Now that it's legal for cyclists and pedestrians to use drive-thrus in Portland, I figure scooting through Dutch Bros. would make an ideal mission for my first solo scoot.
The downtown Dutch Bros. is pretty busy, and others in line ask me questions about the scooter. I welcome the chance to prove to these strangers I am not a weirdo, and I give them the whole spiel I've been workshopping on other strangers on the street the past few days. Once it's time to order, the barista has absolutely no reaction to the fact that I'm on a scooter. They serve me my small iced Americano with nothing more than the classic Dutch Bros. Barista Smile.
Then it dawns on me. Unlike Biketown bikes, e-scooters don't have a basket, or a cup holder. I realize I do not have enough hands to scoot and hold a drink. This feels like something of a design flaw, but really it's my fault for not thinking this drive-thru thing through. I feel like a fool. Resignedly, I park my Bird in front of a Taco Bell.
Saturday | Overpass at Southwest 12th Avenue and Montgomery Street, 1 pm
Having more or less mastered the technique of light scooting, I want to take things up a notch and answer the question on everyone's mind—can these things make it up hills?
I remember the steep overpass by a friend's apartment building and pick up a nearby Lime on the Portland State University campus. At the bottom of the incline, I kick off and push the throttle all the way down. At first, it seems to work OK, as I keep up a speed of about 7 mph. But a moment later the front wheel starts wobbling too much for me to keep my balance.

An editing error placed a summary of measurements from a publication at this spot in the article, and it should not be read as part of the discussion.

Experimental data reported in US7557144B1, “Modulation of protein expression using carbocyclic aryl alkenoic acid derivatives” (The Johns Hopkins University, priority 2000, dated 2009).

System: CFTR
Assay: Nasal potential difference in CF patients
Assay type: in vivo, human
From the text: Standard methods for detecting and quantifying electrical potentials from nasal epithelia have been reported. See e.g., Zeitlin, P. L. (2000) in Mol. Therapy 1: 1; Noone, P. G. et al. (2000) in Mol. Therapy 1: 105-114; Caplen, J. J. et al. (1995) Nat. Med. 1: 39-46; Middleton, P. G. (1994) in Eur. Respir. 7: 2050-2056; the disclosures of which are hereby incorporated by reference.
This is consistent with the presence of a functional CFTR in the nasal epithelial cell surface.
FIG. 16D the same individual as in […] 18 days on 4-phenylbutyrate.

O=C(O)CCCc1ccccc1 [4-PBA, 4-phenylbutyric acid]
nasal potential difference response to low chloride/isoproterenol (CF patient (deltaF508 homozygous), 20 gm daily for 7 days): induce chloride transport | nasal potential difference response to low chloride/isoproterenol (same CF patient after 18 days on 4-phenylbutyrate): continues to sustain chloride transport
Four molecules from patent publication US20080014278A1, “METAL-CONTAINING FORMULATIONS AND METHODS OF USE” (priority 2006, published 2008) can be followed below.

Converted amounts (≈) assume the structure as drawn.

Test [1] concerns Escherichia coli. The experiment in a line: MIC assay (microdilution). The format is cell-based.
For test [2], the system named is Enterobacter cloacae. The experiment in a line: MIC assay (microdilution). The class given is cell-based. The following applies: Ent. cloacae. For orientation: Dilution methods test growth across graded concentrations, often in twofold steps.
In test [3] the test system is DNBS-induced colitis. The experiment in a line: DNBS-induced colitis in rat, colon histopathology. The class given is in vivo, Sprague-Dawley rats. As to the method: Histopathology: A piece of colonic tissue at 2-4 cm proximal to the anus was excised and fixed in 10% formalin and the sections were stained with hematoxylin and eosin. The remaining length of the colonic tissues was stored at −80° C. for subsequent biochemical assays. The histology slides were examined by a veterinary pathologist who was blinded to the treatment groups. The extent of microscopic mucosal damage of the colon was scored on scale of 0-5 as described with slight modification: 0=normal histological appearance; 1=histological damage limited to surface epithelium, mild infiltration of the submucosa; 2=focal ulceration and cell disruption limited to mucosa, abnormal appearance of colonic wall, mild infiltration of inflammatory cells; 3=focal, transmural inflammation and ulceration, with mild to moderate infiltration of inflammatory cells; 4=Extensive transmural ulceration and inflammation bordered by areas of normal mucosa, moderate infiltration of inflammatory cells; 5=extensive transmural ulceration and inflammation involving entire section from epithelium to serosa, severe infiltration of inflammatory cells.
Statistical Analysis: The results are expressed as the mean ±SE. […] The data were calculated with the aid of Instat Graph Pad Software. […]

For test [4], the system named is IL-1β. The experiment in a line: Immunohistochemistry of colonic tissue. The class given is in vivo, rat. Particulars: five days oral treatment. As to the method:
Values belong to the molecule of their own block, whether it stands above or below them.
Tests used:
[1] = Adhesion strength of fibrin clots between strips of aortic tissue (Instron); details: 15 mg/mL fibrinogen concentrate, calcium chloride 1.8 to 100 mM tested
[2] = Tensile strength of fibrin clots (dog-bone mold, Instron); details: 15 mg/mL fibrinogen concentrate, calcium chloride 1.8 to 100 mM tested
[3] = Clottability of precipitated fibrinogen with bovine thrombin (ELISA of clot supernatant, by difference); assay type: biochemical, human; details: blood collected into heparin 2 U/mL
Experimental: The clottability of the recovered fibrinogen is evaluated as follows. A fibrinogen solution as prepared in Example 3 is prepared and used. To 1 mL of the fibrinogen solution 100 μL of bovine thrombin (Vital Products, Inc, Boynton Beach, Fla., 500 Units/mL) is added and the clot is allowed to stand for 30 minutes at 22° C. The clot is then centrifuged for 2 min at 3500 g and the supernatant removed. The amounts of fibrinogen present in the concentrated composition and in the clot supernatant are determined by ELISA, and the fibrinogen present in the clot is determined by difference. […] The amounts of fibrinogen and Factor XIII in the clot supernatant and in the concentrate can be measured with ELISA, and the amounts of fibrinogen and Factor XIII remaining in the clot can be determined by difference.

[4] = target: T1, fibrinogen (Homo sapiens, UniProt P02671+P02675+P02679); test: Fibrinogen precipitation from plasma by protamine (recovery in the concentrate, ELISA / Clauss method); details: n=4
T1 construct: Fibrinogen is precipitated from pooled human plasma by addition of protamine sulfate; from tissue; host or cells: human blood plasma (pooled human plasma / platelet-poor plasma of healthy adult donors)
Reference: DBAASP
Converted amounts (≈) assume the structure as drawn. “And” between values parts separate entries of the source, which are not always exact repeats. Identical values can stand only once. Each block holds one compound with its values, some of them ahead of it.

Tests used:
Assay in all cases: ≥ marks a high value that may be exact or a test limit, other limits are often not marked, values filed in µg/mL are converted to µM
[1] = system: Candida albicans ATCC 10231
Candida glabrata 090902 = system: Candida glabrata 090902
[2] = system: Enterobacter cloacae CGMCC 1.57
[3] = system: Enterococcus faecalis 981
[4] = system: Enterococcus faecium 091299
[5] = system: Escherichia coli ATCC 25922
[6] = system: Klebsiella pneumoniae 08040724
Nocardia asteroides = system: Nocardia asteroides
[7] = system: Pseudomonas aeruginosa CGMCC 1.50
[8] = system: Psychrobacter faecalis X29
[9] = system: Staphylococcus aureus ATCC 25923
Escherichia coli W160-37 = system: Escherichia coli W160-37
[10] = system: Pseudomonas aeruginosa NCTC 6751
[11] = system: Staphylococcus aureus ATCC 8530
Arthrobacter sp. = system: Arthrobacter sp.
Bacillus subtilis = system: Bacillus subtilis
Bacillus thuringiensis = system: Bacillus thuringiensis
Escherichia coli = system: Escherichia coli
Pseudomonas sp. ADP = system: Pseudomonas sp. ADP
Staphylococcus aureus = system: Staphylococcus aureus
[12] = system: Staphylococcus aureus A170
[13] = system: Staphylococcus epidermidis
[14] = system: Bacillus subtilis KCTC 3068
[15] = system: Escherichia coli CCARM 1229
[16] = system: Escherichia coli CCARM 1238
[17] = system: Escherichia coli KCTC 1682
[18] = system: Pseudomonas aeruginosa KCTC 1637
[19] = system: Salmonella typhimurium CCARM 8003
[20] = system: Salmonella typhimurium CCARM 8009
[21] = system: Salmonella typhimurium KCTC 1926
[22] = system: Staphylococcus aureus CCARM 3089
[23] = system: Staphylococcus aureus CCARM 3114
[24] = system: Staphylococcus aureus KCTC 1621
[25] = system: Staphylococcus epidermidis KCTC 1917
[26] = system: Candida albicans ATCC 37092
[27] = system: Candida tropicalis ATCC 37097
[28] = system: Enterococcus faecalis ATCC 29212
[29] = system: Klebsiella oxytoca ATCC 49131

I go back down and try again. This time, I start farther back to gather more momentum. My efforts buy me only a few more seconds before the wobbles begin again. Maybe someone more athletic could manually scoot uphill, but most of us would probably have to walk our scooters. Forget what I said about stairs—hills are the scooter's true mortal enemy.
Despite their failure in the face of inclines, the idea of e-scooters has really grown on me in the past week. If I lived downtown, if Portlanders would stop gawking at riders, and if I had the skill to survive in the bike lanes, I'd absolutely use these things to get around. But those are a lot of ifs.
Perhaps in the future I'll spot a Bird or a Lime propped on the pavement and reminisce about our turbulent, weeklong summer romance. Then I'll continue walking—because I'm holding an iced coffee and do not have enough hands.